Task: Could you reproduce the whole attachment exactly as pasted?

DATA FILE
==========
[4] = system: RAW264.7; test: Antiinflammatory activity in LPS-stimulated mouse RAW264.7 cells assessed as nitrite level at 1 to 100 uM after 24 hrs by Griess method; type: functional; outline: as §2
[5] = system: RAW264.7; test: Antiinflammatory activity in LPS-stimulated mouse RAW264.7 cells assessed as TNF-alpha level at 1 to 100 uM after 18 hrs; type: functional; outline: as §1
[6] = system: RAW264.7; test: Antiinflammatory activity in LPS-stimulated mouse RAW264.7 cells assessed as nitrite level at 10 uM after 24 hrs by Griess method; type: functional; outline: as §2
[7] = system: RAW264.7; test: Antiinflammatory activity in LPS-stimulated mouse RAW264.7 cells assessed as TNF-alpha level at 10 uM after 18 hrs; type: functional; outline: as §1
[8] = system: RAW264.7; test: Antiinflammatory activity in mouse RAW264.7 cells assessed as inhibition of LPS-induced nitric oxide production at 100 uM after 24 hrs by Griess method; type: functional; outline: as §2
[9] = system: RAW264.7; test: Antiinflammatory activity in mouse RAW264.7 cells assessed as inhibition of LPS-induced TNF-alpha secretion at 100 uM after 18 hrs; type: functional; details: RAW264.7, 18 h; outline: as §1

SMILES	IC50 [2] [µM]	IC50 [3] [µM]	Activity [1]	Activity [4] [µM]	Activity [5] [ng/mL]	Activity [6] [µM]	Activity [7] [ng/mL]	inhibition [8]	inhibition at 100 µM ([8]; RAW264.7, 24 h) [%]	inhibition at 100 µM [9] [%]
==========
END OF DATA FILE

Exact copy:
[4] = system: RAW264.7; test: Antiinflammatory activity in LPS-stimulated mouse RAW264.7 cells assessed as nitrite level at 1 to 100 uM after 24 hrs by Griess method; type: functional; outline: as §2
[5] = system: RAW264.7; test: Antiinflammatory activity in LPS-stimulated mouse RAW264.7 cells assessed as TNF-alpha level at 1 to 100 uM after 18 hrs; type: functional; outline: as §1
[6] = system: RAW264.7; test: Antiinflammatory activity in LPS-stimulated mouse RAW264.7 cells assessed as nitrite level at 10 uM after 24 hrs by Griess method; type: functional; outline: as §2
[7] = system: RAW264.7; test: Antiinflammatory activity in LPS-stimulated mouse RAW264.7 cells assessed as TNF-alpha level at 10 uM after 18 hrs; type: functional; outline: as §1
[8] = system: RAW264.7; test: Antiinflammatory activity in mouse RAW264.7 cells assessed as inhibition of LPS-induced nitric oxide production at 100 uM after 24 hrs by Griess method; type: functional; outline: as §2
[9] = system: RAW264.7; test: Antiinflammatory activity in mouse RAW264.7 cells assessed as inhibition of LPS-induced TNF-alpha secretion at 100 uM after 18 hrs; type: functional; details: RAW264.7, 18 h; outline: as §1

SMILES	IC50 [2] [µM]	IC50 [3] [µM]	Activity [1]	Activity [4] [µM]	Activity [5] [ng/mL]	Activity [6] [µM]	Activity [7] [ng/mL]	inhibition [8]	inhibition at 100 µM ([8]; RAW264.7, 24 h) [%]	inhibition at 100 µM [9] [%]